It seemed inevitable that Elon Musk would eventually get into a Twitter war over whether Mars can be terraformed. When you’re on Twitter, he told Businessweek in July, 2018, you’re “in meme war land.” “And so essentially if you attack me,” he said, “it is therefore okay for me to attack back.”
Musk, the CEO and lead designer of SpaceX, wants to “make life multiplanetary,” starting with Mars. “Public support for life on Mars is critical to making it happen,” he tweeted last week. The red planet is relatively close to the Earth and once harbored surface seas and rivers, and it still has ice and a subsurface lake. Its weather is surprisingly workable, too. Mars’ surface temperature range (–285 to 88 degrees Fahrenheit) isn’t too far off from Earth’s (–126 to 138 degrees Fahrenheit). The problem is Mars’ atmosphere now has 0.006 bar of pressure, where one bar is the standard atmospheric pressure at sea level on Earth. Not only does this mean that dangerous levels of radiation reach the surface unchecked, but humans need at least 0.063 bar to keep our bodily liquids from boiling (this is called the Armstrong limit).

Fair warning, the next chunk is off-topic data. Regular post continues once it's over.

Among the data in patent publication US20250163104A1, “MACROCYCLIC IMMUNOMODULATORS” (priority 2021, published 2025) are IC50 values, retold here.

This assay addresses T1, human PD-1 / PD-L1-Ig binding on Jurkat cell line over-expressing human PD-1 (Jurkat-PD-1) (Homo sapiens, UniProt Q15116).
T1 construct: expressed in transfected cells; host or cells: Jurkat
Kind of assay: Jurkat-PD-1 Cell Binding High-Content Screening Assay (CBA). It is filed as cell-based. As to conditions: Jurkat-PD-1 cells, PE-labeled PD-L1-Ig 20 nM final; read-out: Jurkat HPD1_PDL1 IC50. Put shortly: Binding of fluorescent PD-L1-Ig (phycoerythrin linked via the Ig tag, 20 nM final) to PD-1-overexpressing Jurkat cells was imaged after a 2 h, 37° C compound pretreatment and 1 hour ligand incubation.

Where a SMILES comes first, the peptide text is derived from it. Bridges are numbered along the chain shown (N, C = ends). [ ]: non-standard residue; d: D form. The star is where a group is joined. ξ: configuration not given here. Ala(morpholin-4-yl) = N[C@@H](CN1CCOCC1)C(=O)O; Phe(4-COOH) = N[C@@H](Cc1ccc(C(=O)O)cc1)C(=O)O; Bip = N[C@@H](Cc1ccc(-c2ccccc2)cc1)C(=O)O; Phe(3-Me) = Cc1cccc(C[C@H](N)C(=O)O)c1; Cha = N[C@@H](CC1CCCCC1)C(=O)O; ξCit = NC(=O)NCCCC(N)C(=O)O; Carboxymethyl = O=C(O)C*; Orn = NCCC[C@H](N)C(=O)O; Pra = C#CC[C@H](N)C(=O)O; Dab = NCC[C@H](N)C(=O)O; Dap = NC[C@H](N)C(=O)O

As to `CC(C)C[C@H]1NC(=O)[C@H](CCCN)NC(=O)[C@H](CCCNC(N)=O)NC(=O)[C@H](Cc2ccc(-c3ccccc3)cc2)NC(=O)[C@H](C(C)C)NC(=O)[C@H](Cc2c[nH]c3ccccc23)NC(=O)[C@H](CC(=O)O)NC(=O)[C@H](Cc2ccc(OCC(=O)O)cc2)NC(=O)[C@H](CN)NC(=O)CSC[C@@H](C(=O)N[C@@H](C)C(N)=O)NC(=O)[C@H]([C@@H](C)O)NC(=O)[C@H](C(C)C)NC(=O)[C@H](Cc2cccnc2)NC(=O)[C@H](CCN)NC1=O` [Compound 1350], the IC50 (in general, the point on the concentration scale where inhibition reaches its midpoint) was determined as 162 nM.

We all laughed when the physicist Alan Sokal wrote a deliberately silly paper entitled Transgressing the boundaries: towards a transformative hermeneutics of quantum gravity, and managed to get it accepted by a journal of social and cultural studies, Social Text.
But in 2002, on the 22nd of October many of us began hearing rumors that two brothers managed to publish at least five meaningless papers in physics journals as a hoax - and even got Ph.D. degrees in physics from Bourgogne University on the basis of this work!
The rumor appears to have begun with an email from the physicist Max Niedermaier to the physicist Ted Newman, and it spread like wildfire. I received copies from many people, and soon there was a heated discussion of what this meant for the state of theoretical physics. Had the subject become so divorced from reality that not even the experts could recognize the difference between real work and a hoax?
Switzerland’s spy chief will leave his post, the government said on Wednesday, after a newspaper reported he had fallen out with the defence minister over his handling of a scandal involving a cryptography firm linked to the CIA.
Jean-Philippe Gaudin, elevated in 2018 to head Switzerland’s NDB intelligence service under then-Defence Minister Guy Parmelin, will be replaced by Juerg Buehler on an interim basis, the government said in a statement.
The Tages-Anzeiger paper reported that tensions developed between Gaudin and current Defence Minister Viola Amherd in part because he waited too long to inform her about the affair involving Crypto AG.
For decades, the Swiss company sold encryption devices while being secretly owned by the U.S. Central Intelligence Agency and Germany’s intelligence service, which could freely read what it encrypted. (https://reut.rs/3eEZwNh)